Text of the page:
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WIPO Arbitration and Mediation Center
ADMINISTRATIVE PANEL DECISION
Nabisco Brands Company v. The Patron Group, Inc.
Case No. D2000-0032
1. The Parties
Complainant is Nabisco Brands Company, 1105 North Market Street, Suite 803, Wilmington, Delaware 19801 U.S.A. (Nabisco). Respondent is The Patron Group, Inc., 2063 Larkin Street, San Francisco, California 94109, U.S.A. (Patron).
2. Domain Name and Registrar
The domain names in issue are "wheatthins.com", "wheatsworth.com", "bettercheddars.com", "harvestcrisps.com", and "milk-bone.com". The registrar is Network Solutions, Inc.
3. Procedural History
The WIPO Arbitration and Mediation Center (the Center) received Nabisco’s complaint on February 3, 2000 (electronic version and hard copy). The Center verified that the complaint satisfies the formal requirements of the ICANN Uniform Domain Name Dispute Resolution Policy (the Policy), the Rules for Uniform Domain Name Dispute Resolution Policy (the Rules), and the Supplemental Rules for Uniform Domain Name Dispute Resolution Policy (the Supplemental Rules). Nabisco made the required payment to the Center. The formal date of the commencement of this administrative proceeding is February 7, 2000.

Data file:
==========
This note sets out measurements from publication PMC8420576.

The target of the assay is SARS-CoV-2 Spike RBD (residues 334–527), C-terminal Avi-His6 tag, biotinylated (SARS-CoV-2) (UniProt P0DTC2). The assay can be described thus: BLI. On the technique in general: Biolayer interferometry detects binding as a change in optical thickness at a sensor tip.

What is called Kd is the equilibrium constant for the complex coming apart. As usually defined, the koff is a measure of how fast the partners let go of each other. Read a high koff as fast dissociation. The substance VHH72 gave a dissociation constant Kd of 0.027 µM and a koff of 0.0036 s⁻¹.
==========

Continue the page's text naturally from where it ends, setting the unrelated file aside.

The complaint identifies Patron Group, 2300 Buchanan Street, #3, San Francisco, California 94115, U.S.A., as Respondent, identifies Johan Swildens as the Administrative Contact and the Billing Contact, and states that pre-complaint dealings with respondent were addressed to:
The Patron Group
2300 Buchanan Street, #3
San Francisco, California 94115,
On February 4, 2000, the Center transmitted via email to Network Solutions a request for registrar verification in connection with this case. On February 4, 2000, Network Solutions transmitted via email to the Center Network Solutions’ Verification Response, confirming that the registrant is Patron Group and both the administrative and billing contacts are Johan Swildens, and stating:
"The domain name registrations WHEATTHINS.COM, WHEATSWORTH.COM, BETTERCHEDDARS.COM, HARVESTCRISPS.COM and MILK-BONE.COM are in ‘Active’ status."
On February 7, 2000, the Center transmitted via email to "email@example.com"and "hans@swildens. com", among others, Notification of Complaint and Commencement of the Administrative Proceeding, together with a copy of the Complaint. The Center advised that the response was due by February 26, 2000.
On the same day, the Center transmitted via facsimile copies of the foregoing documents to Mr. Johan Swildens at Patron, fax number 1 415 346 7696. Also, on the same day, the Center transmitted via "Post/Courier" copies of the foregoing documents to: